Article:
JavaScript

Is JavaScript Case Sensitive

Yes, JavaScript is a case-sensitive language when it comes to accessing variables, constants, keywords, functions, and classes in a program. For instance, you have created two variables named “employee” and “Employee”. In JavaScript, both created variables are valid, distinct, and contain separate values. So, by utilizing the “employee” variable, you cannot retrieve the value “Employee” variable as they have different memory addresses.

Similar to other programming languages, JavaScript also comprises a set of styling guidelines known as the “Naming Conventions”. One such convention is to observe capitalization while naming a JavaScript class. The utilization of the JavaScript naming convention assists in improving the code readability and makes code maintenance easier.

This write-up will explain the case-sensitive nature of JavaScript with respect to its supported naming convention. So, let’s start!

JavaScript Names should be Descriptive

Any name assigned to a JavaScript class, function, or variable should be descriptive so that in the future, any other developer can easily understand the code without misinterpreting the name.

Here are some good and bad cases for naming a variable:

let data= "Alex"; // bad

let value= "Alex"; // bad

let name= "Alex"; // good

We will now move ahead and discuss the naming conventions for boolean type, constants, functions, and classes in JavaScript.

JavaScript Naming Convention for Boolean type variable

In JavaScript, the “boolean” variables are typically named by utilizing a prefix such as “has” or “is”. Adding a prefix helps to distinguish the boolean type variables from number and string data types.

For instance, the below-given four boolean variables are created according to the JavaScript naming convention for boolean type variable:

let isMember = false;

let isActive = true;

let hasHousingAddress = false;

let isOnline = true;

JavaScript Naming Convention for Constants

A JavaScript constant is an immutable type of value, which means that its value cannot be changed after initialization. The “const” keyword is utilized to declare constants in JavaScript, and its “name” should be assigned in capital (UpperCase) letters:

const COLOR =  "Yellow";

If the constant you want to create comprises more than one word, then separate them by using the underscore “_” as follows:

const SYSTEM_LANGUAGE = "en-us";

JavaScript Naming Convention for Functions

Functions in JavaScript use the lower “camelCase” naming convention, same as variables. You can also add a “verb” as a prefix with the function name that describes what the function does:

function getName(name) {

  return name;

}

function setName(name){

  employeeName= name;

}

JavaScript Naming Convention for classes

The “PascalCase” or the upper “CamelCase” naming convention can be applied to the classes name in JavaScript, where the first character of each word starts with an “UpperCase” character:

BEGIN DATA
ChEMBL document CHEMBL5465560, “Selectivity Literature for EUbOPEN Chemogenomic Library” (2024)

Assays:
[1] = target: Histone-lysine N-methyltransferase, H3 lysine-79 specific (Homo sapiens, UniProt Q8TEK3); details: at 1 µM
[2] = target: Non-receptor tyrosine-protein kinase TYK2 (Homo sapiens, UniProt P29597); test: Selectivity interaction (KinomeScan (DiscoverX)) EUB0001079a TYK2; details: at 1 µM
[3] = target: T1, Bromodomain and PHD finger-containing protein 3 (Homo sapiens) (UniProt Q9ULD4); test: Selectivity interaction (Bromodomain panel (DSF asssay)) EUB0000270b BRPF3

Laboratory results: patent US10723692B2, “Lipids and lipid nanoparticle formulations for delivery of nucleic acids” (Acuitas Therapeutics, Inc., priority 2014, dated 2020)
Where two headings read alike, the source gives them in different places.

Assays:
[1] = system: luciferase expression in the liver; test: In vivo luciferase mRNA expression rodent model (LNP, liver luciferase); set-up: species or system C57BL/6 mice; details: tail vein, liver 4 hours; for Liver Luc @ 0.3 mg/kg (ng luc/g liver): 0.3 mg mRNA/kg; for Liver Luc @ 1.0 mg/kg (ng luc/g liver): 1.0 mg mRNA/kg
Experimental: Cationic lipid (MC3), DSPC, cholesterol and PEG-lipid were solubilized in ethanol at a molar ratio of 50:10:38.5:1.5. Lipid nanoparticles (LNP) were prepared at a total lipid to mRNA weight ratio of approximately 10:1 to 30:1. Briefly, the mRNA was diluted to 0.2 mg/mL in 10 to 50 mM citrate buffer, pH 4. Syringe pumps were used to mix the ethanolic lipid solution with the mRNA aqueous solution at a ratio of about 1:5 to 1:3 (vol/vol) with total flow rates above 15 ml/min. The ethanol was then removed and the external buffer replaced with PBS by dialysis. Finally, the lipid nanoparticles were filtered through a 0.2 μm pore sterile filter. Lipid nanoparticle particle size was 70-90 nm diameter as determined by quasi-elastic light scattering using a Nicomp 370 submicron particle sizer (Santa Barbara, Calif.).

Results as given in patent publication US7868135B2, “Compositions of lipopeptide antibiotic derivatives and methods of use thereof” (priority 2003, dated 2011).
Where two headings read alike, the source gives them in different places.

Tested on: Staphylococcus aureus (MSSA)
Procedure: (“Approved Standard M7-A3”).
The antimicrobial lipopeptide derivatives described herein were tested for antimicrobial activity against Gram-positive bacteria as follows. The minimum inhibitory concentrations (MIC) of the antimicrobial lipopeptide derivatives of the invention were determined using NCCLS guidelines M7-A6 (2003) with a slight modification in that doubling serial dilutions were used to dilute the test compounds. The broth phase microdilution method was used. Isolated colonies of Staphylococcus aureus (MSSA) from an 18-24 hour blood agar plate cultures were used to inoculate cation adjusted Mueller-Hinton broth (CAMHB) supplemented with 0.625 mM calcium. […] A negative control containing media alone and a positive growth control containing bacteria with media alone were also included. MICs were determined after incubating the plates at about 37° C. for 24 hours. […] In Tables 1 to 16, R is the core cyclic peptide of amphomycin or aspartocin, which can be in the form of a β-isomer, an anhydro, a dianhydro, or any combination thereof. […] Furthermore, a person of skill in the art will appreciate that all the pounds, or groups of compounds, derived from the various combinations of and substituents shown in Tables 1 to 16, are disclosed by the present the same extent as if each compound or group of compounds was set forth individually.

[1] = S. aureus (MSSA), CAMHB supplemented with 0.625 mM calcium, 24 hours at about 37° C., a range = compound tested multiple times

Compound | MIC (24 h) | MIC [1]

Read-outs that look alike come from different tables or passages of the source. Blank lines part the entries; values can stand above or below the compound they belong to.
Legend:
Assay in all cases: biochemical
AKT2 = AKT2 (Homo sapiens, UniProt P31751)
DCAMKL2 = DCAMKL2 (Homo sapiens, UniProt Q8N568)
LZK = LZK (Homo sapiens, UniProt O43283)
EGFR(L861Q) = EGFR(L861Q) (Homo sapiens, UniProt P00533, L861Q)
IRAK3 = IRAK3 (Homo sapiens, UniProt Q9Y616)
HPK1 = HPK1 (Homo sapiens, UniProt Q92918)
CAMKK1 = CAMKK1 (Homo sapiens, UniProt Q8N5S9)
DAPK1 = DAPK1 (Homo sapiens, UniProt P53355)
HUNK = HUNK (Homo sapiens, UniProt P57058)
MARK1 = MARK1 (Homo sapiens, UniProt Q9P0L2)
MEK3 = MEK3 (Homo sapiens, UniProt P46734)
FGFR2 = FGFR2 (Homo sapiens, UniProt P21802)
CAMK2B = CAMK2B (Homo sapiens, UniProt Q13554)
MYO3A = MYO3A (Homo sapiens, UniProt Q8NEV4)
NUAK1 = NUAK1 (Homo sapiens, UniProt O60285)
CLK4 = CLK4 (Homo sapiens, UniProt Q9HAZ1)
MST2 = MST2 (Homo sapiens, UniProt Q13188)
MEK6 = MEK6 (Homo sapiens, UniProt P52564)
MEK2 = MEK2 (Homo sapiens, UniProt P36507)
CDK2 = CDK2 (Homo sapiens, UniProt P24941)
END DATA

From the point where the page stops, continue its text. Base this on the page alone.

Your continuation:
class EmployeeProfile{}

class Organization{}

In the above-given example, we have created two classes named “EmployeeProfile” and “Organization” by following the specified naming convention.

The next section will compare the behavior of JavaScript and HTML in terms of case sensitivity.

JavaScript case-sensitivity vs HTML case-sensitivity

In Web designing, HTML and JavaScript work together in such a way that objects are created using HTML tags, and then JavaScript assists in manipulating the added objects. Now, you may think that if JavaScript is a sensitive language, then HTML should also behave the same to maintain a stable interaction, but that’s not the case.

As HTML language was designed to have a “universal” nature where both computers and humans can easily read the web pages. In this language, all added letters are rendered the same. There is no need to specify the uppercase or lowercase letter for naming any HTML element, which signifies that HTML language is not case sensitive. However, JavaScript is case-sensitive because it is a “basic” language that follows a naming convention for the specified objects.

We have compiled the essential information related to case sensitive nature of JavaScript and its naming conventions. You can further explore it according to your requirements.

Conclusion

JavaScript is a case-sensitive language when it comes to accessing variables, constants, keywords, functions, and classes in a program. It also comprises a set of styling guidelines known as the “Naming Conventions”. The utilization of the JavaScript naming convention assists in improving the code readability and makes code maintenance easier. This write-up explained the case-sensitive nature of JavaScript with respect to its supported naming convention.

About the author

Sharqa Hameed

I am a Linux enthusiast, I love to read Every Linux blog on the internet. I hold masters degree in computer science and am passionate about learning and teaching.